A second problem, which has become much more influential over the last two years, concerns the application of machine-learning decision making processes to the old puzzles of identification and risk assessment, and their effects on the administrative fabric of identification and registration.  Moving from the engineering realm to popular discourse, artificial Intelligence is a cliché but also more than that. As Nigeria’s Biometric Verification Number and IndiaStack both show, FATF guidelines for Know Your Customer requirements and, probably more importantly, lucrative credit risk assessments linked to robust forms of identification have motivated governments and banks to require biometric registration for account holders.  These banking programmes have supported very large scale, and comparatively successful, campaigns of registration. Recently they have begun to change significantly. The application of algorithmic and tiered credit-scoring risk assessments, like Safaricom’s popular M-Shwari credit system, can reduce the registration burden imposed on the poor and the administrative costs of providing small amounts credit. Whether these new, efficient and convenient tools for assessment and decision making will weaken or strengthen registration processes in general -- releasing pressure from above and from below on registration agencies, and creating a large and obvious pool of weakly identified people -- is an important new problem for research.

 

Cheap and effective machine learning tools for identification and risk assessment also introduce a number of new and compelling legal and institutional opportunities and problems.  Overlapping with the legal identity question identified above, many of these can be clustered around state power and the development of meaningful privacy regimes in societies without well developed legal protections.  As the Zimbabwean government’s recent sharing of its population registration database with the Chinese firm CloudWalk shows, machine learning may equip the global network of states with powerful instruments for control and subjugation -- even if they do not work well in practice.  Similar questions apply in the purely commercial domain to the relationship between privacy, machine-learning and monopoly firms -- both domestic and international -- in the context of weakly developed regulatory institutions and legal instruments.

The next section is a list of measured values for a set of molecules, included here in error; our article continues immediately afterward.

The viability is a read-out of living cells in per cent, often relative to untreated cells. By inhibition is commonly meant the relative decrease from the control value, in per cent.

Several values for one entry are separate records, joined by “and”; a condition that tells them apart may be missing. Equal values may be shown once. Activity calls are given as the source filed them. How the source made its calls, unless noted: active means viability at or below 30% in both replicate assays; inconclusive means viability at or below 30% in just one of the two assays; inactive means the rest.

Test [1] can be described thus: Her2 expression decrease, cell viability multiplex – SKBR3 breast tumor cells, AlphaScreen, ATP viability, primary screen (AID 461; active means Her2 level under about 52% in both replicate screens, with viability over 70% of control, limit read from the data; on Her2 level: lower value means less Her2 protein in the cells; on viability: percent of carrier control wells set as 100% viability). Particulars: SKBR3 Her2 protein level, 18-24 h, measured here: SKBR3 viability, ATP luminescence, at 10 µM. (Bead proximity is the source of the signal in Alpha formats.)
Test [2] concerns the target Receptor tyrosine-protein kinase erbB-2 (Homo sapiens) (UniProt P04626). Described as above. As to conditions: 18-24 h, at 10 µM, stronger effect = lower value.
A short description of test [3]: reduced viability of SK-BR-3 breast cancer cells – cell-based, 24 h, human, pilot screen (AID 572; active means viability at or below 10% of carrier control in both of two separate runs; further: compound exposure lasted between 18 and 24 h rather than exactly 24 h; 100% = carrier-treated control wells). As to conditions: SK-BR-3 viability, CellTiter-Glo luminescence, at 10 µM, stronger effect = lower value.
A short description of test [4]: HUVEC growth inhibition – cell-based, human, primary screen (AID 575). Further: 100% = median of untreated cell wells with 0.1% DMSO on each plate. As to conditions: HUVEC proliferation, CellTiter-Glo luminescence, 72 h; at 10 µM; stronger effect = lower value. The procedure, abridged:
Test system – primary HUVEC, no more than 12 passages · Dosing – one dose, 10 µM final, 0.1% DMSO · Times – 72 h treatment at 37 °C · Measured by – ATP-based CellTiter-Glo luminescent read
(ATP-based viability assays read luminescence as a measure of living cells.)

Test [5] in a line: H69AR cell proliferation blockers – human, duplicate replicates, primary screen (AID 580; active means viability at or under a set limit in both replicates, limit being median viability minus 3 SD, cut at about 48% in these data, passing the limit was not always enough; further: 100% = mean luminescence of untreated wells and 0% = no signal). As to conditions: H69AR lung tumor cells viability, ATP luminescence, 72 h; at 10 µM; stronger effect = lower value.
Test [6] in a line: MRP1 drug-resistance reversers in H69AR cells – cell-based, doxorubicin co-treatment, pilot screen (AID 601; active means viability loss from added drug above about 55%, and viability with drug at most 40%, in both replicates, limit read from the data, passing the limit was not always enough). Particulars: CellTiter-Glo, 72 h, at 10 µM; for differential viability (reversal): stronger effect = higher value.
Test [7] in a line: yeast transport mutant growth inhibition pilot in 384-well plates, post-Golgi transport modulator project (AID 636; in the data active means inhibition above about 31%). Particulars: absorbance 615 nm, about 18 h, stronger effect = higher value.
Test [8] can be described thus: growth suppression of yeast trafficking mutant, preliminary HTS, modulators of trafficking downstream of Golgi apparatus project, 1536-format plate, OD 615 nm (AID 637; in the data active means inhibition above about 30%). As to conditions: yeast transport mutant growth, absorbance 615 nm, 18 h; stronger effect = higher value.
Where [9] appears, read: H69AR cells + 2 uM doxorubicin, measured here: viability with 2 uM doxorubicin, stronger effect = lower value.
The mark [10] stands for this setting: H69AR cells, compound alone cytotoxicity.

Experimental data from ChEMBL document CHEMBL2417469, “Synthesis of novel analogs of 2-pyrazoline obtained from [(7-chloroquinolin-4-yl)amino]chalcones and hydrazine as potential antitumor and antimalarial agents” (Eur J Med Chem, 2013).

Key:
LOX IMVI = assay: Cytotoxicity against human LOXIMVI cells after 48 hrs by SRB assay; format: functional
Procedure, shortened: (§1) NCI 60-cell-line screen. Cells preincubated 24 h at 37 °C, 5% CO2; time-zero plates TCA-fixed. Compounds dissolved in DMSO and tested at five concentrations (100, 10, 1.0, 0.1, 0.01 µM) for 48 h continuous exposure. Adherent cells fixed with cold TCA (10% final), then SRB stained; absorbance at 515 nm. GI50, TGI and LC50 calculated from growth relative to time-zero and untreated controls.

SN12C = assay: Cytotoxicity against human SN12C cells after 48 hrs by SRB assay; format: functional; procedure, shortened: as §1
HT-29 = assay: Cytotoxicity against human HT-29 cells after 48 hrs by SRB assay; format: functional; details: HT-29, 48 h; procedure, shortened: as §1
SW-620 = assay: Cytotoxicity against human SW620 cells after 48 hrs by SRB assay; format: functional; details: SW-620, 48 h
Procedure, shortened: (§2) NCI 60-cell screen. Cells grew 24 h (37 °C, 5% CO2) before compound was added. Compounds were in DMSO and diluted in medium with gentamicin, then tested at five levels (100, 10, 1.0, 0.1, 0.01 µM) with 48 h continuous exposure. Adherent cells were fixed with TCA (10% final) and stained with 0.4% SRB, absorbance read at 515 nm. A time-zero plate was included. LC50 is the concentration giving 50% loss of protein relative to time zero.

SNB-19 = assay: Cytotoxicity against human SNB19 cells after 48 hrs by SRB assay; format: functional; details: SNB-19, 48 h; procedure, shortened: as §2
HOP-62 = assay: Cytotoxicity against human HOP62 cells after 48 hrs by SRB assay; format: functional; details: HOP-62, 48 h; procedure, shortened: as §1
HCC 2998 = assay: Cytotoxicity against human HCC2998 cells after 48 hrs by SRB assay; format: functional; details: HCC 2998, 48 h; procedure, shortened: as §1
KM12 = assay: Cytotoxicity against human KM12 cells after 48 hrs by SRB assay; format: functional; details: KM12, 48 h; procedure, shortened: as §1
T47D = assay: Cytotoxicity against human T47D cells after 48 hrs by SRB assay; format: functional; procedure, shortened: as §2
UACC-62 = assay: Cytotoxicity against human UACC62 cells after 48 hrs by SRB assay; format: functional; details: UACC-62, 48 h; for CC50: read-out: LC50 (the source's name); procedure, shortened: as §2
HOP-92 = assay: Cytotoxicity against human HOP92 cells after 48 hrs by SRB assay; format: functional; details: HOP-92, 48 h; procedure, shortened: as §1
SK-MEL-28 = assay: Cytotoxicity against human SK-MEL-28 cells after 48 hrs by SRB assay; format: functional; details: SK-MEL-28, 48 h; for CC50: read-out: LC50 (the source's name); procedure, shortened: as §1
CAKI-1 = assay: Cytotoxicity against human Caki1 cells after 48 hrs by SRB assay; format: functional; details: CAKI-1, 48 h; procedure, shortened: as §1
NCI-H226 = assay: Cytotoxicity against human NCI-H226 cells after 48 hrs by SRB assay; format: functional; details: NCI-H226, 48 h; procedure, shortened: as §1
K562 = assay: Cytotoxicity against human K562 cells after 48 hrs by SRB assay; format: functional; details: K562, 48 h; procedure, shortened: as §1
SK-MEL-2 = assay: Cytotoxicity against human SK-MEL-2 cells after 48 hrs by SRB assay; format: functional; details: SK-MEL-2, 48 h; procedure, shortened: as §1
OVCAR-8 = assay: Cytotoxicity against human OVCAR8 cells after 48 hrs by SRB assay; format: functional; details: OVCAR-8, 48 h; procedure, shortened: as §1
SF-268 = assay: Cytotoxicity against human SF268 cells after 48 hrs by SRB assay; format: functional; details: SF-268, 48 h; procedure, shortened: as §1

In this workshop we will draw on the research of an expert network of scholars and consultants with close familiarity with registration projects around the world to address these problems.  Most of the participants will fund their own travel, accommodation and registration but we are seeking support for specialist researchers and policy-makers who cannot fund their own travel to the workshop.  

 

Proposed panels:

 

1) Global comparisons of automated ID systems and devolved registration

Organiser:  Keith Breckenridge & Edgar Whitley

2) Comparative costs and benefits of identification projects

Organiser:  Keith Breckenridge

3) Competing models of privacy and data regulation : EU, USA, China

Organiser:  Jon Klaaren

4) Statelessness, border-marking and migration

Organiser:  Bronwen Manby

5) Registration and administration

Organiser:  Simon Szreter

6) Digital property and credit surveillance as alternative or platform for civil registration

Organiser:  Edgar Whitley

7) Practical inclusion  -- How to walk the last mile

Organiser: Mia Harbitz

 

Organisers:

  • Keith Breckenridge, WISER, Wits
  • Mia Harbitz, retired IADB, public registries expert
  • Jonathan Klaaren,  Law & WISER, Wits
  • Bronwen Manby, Legal Consultant Human Rights
  • Simon Szreter, History & Policy, Cambridge
  • Jaap van der Straaten,  CRC4D
  • Edgar Whitley, Information Systems, LSE